Well... that's about it. D strings (on acoustic nylon guitars at least) break way more often than the others. I guess there's a physical explanation but I wasn't able to found anything on the Internet. Do you guys know why this happens?

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    Um, I don't think this is generally true. It depends what you play, how you play, what kind of strings you have ... maybe you're just extra rough on your D string?
    – user28
    Commented Sep 20, 2011 at 18:59
  • I'm not sure, I've been playing for several years and know many amateur players and we all think this is common. Now I'm not so sure this is true :S
    – Ignacio
    Commented Sep 20, 2011 at 19:04
  • I think I've broken all strings before, with a bias to the higher (thinner) ones breaking more often. Who knows, maybe I'm the weird one :P.
    – user28
    Commented Sep 20, 2011 at 19:12
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    The most common string to break for me, before I learned to tune, was the E because I overtighten it. Once I got better at tuning, I started first grinding then popping the G string, but that was because I was swinging hard and using a brass pick which was sharpening against the strings, which is not a common case. I only break the low E when there's a problem with the string manufacturer. Which can and does happen. If the D string breaks often for you, talk to your repair guy. Commented Sep 20, 2011 at 19:51
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    how about why does the D string never break, in the last 25 years I have never broken one and neither have anyone I know. Causation does not equal Causality
    – user1240
    Commented Oct 10, 2011 at 19:44

5 Answers 5


First, I agree with the question, when talking about nylon-stringed guitars - in nearly a half-century of playing classical and flamenco instruments, I find that the D string, the poor thing, breaking more frequently than any the others (other answers and comments are probably based on steel-stringed experience). I've asked luthiers, and even one of the D'Addario sons :-) about this, and there are a number of causes (besides flaws in the guitar itself):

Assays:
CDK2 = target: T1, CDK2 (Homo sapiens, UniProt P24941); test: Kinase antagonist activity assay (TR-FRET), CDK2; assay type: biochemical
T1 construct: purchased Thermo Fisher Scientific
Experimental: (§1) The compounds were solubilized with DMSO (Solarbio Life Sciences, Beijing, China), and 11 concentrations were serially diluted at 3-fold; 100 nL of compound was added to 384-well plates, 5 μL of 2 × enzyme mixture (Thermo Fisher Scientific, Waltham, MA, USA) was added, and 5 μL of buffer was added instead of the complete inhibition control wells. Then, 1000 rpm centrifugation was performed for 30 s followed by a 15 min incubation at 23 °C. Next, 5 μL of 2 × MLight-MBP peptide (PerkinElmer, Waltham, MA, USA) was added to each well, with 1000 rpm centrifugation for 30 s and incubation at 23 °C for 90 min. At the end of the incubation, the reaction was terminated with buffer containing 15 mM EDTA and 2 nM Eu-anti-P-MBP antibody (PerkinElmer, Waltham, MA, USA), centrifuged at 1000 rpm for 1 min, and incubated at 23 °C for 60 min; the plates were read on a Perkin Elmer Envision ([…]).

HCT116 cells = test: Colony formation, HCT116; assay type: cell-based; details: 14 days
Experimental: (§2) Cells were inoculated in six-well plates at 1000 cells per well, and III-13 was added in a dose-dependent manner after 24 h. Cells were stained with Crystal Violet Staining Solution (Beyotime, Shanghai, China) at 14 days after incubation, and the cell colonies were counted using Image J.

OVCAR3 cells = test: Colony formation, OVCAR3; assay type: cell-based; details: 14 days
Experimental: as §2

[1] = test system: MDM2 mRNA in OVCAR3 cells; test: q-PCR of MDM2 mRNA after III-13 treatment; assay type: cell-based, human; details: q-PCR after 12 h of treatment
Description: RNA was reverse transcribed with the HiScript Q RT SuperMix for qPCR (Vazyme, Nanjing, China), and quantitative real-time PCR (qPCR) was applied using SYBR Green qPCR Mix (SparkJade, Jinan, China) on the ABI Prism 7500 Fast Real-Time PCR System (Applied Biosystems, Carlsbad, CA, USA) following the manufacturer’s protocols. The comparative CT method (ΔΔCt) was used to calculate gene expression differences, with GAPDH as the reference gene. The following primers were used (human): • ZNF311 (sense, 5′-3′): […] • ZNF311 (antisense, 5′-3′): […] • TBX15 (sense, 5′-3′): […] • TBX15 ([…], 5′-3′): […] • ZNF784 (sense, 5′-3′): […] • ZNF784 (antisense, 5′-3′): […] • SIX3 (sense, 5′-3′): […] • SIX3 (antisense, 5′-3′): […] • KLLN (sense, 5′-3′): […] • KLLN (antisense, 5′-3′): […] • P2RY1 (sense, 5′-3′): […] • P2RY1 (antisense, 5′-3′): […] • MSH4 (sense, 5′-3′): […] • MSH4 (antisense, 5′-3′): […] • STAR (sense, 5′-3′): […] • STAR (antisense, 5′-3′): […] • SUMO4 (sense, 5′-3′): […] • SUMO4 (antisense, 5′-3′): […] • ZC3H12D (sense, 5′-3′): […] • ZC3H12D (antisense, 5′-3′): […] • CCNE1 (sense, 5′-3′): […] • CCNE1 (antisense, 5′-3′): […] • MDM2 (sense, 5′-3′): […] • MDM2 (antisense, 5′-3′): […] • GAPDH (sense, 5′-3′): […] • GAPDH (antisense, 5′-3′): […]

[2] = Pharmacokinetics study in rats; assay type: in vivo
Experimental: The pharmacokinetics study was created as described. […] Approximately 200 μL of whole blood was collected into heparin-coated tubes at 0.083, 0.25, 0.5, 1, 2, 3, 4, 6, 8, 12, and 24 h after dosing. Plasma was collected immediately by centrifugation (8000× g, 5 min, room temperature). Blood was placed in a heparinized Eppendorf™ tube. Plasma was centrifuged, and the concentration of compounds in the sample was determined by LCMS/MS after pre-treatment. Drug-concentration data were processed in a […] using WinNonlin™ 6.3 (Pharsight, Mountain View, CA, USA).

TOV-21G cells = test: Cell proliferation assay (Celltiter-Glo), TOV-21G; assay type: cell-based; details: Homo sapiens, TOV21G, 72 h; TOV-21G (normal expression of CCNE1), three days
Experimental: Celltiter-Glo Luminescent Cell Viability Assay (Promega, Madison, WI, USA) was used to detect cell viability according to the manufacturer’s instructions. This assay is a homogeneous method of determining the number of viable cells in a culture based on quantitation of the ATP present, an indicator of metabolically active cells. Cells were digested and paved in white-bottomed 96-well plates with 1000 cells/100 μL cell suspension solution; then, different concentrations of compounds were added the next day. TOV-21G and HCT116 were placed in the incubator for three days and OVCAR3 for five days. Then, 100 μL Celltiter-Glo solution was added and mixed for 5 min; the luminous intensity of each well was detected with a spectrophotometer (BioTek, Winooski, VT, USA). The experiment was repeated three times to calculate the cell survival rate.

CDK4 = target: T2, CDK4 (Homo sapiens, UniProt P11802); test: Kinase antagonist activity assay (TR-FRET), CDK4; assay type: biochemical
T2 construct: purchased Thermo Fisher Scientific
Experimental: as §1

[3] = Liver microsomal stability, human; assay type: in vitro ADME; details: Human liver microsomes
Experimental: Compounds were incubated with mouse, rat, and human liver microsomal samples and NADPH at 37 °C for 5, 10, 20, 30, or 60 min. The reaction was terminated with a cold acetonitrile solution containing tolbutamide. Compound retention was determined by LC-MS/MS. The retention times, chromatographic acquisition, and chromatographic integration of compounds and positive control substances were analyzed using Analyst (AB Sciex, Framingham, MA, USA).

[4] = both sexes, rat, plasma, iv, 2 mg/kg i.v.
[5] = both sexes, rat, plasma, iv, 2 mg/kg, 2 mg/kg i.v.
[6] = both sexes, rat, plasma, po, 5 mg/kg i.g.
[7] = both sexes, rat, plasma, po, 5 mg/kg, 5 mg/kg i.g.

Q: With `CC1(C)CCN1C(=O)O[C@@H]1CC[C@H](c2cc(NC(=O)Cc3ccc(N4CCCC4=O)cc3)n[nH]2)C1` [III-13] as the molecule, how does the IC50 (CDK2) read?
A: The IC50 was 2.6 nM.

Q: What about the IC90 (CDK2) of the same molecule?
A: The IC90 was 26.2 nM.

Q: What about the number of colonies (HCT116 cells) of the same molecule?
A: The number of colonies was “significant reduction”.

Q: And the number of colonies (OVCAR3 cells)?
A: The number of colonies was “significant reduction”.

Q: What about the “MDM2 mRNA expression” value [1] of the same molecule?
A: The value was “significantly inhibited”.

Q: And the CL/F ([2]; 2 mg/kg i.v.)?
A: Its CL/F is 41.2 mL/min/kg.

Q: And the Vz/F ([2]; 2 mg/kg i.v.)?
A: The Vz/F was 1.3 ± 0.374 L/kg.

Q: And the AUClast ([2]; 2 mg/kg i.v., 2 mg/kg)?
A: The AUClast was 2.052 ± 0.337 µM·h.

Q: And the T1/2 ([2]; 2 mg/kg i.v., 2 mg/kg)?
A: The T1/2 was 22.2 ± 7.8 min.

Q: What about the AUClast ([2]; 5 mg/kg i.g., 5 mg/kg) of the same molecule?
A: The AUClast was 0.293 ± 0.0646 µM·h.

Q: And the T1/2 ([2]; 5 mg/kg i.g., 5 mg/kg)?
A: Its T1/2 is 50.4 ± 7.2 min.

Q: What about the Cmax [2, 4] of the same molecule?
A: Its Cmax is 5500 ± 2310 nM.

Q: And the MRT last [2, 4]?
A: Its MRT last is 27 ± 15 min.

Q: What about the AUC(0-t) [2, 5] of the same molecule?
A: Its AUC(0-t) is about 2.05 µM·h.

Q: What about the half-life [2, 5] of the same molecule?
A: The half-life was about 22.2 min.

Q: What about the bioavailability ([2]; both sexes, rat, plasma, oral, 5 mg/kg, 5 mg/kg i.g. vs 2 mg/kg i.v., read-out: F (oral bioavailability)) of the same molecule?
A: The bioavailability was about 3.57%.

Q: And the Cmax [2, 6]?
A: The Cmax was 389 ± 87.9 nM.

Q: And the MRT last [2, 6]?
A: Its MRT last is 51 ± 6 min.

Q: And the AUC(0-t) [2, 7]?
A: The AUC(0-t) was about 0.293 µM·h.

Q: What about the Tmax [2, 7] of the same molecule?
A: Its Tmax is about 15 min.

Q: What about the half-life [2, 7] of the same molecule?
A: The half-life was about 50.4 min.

• The D is a wrapped string, and more likely to break than a solid string
  • It has thinner wire than the other two bass strings
  • It is under the highest tension of the three bass strings
  • It gets more wear than the other three (think about melodies you've played on that string - it's the brass section of the guitar).

Of course, replacing your basses frequently will usually save you the embarrassment of changing strings on stage (I had to do it twice with a D string recently, because I botched the first stringing job - oh well). The goal is to keep them from breaking, until they finally "wear out" - the basses start to sound like rubber bands. So what can you do about that?

  • As I said, change the basses before one breaks. Besides the sound going bad, look for the finish wearing off. And here's a trick - if you take them off before they get really worn, you can put them back on again later, and they will not only sound great for a short while, but because they are "pre-stretched", they will settle in tune much more quickly. It's very helpful to have a "rested" set of basses like this to put on just before a gig (or, gulp, during one...).
  • Make sure that the loop at the bridge is as close as possible to the wood - look at the bass strings in the picture below, note how snug against the wood the loop is. Push it back and down with your nail as you tighten the new string. If you leave it floating half-way between the wood and the ivory, it is putting a lot of pressure on the middle of that short stretch of string, essentially trying to cut it in half. My D's would often break right there, until the luthier/engineer John Gilbert told me what's what.

  • If the D string still tends to break at that spot before it wears out - perhaps because of the construction of the bridge, or because you are using very high tension basses - you can do what I do on a particular instrument, and protect the D string with a very short piece of narrow rubber tubing that can cover the D between the wood and the ivory - the loop cuts into the rubber, but not the string. And where does one find such a thing? Why, strip the insulation off some wiring that's slightly thicker than your D!